President Barack Obama's enormous self-regard was on display during a meeting with 20 Jewish community leaders last Tuesday.
"Obama reportedly boasted about his knowledge of Judaism, telling the leaders that he thinks he knows more 'about Judaism' than all past presidents," said the Israeli newspaper Haaretz.
This would have been impolitic to say if it were true. It isn't. John Adams and James Madison knew Hebrew. Harry Truman. who recognized the state of Israel in 1948, had since before World War II supported a homeland for the Jews. Jimmy Carter taught Sunday school for years, and was very interested in religion.
The evidence suggests Mr. Obama knows less about the Jews and Israel than have most modern presidents. In his much ballyhooed speech in Cairo in 2009, the president said the U.S.-Israeli relationship: "is based upon cultural and historical ties, and the recognition that the aspiration for a Jewish homeland is rooted in a tragic history that cannot be denied."
The Zionist movement -- Zion is the name of a hill in Jerusalem -- to restore a national homeland for the Jews began in 1897, and figured prominently in Allied discussions of how to divide up the lands taken from the Turkish empire in World War I. In the Balfour Declaration (1917), the British government declared its intent to provide a national homeland for Jews within its mandate of "Palestine," which then included what is now Jordan as well as what is now Israel and the Palestinian territories.
"Here [in Israel] we are taught that Zionist determination and struggle -- not guilt over the Holocaust -- brought Jews a homeland," wrote the editor of Haaretz in response to the Cairo speech.
May was "Jewish American Heritage Month." The White House issued a proclamation honoring, among others, the writer Gertrude Stein, a Nazi sympathizer who thought Adolf Hitler should be awarded the Nobel Peace Prize. A president who knows more "about Judaism" than any of his predecessors should have known that. Mr. Obama, said Richard Landes, a historian at Boston University, "is ignorant of history."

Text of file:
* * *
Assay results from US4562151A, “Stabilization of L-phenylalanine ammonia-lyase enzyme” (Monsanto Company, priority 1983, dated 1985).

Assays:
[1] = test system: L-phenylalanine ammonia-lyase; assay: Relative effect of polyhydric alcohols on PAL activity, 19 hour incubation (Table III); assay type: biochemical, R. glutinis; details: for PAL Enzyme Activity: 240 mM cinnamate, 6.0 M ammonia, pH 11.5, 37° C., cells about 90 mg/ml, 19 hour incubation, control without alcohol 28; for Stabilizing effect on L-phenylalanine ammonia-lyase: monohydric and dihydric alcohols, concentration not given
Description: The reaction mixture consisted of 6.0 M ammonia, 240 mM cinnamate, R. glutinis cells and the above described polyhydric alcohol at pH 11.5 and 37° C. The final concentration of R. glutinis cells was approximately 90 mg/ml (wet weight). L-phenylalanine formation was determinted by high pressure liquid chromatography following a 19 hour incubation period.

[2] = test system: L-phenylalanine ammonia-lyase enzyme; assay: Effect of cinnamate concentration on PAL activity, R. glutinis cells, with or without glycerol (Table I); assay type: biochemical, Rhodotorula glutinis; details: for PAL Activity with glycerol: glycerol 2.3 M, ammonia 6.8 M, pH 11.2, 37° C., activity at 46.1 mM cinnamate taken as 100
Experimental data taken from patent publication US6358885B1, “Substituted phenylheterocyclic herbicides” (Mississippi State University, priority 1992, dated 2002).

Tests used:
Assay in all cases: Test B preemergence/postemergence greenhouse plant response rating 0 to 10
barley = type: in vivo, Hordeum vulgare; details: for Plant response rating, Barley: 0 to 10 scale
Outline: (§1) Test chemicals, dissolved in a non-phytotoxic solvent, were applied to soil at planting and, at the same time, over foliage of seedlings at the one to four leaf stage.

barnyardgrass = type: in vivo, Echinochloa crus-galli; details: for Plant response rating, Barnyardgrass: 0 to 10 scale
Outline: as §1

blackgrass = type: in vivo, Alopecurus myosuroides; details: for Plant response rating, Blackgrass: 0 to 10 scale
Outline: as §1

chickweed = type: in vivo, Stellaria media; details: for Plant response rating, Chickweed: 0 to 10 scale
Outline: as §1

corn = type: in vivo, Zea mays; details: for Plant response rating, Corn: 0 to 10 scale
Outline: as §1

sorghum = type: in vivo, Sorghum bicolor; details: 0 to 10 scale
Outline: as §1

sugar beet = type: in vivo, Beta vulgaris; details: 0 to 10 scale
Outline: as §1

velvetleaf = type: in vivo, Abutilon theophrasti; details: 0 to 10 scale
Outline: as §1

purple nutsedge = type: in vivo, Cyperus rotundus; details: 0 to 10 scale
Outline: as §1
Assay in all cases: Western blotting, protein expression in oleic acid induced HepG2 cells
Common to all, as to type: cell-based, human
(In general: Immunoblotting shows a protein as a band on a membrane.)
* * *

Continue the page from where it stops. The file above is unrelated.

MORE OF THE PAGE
The president demonstrated that yet again within hours of his meeting with the rabbis. Hosting a ceremony to honor Jan Karski, a Polish resistance fighter who brought news of the Holocaust to the outside world, Mr. Obama spoke of "Polish death camps." This was, alas, worse than a slip of the tongue. He was reading from a teleprompter.
"It's bad the president doesn't know his history very well, but the fact his staff doesn't is even worse," Mr. Landes said.
Poles were mightily offended. A feel-good event became an international incident.
"The words uttered yesterday by [President Obama] concerning 'Polish death camps' touched all Poles," said Polish Prime Minister Donald Tusks. "We always react in the same way when ignorance, lack of knowledge, bad intentions lead to such a distortion of history, so painful for us here in Poland, in a country which suffered like no other in Europe during World War II."
"It isn't what we don't know that gives us trouble," said cowboy humorist Will Rogers (1879-1935). "It's what we know that ain't so."
Much of what Mr. Obama thinks he "knows" about Israel comes from Jew hating Arabists such as his longtime friend Rashid Khalidi. The president's speech in Cairo "infuriated many Israelis who sensed its closeness to the narrative of enemies," wrote Haaretz editor Aluf Benn.
It isn't only about Israel that the president knows a lot that "ain't so." This is much worse than ignorance. When you think you know everything, you're less willing to learn. And when you make a mistake, you're loathe to acknowledge it. Instead of apologizing to the Polish prime minister, Mr. Obama dispatched a lowly aide to correct the record -- without acknowledging error.jackkelly
This story originally appeared in The Pittsburgh Press. To subscribe: http://old.post-gazette.com/trypress/ Jack Kelly is a columnist for The Press and The Blade of Toledo, Ohio. firstname.lastname@example.org, 412 263-1476.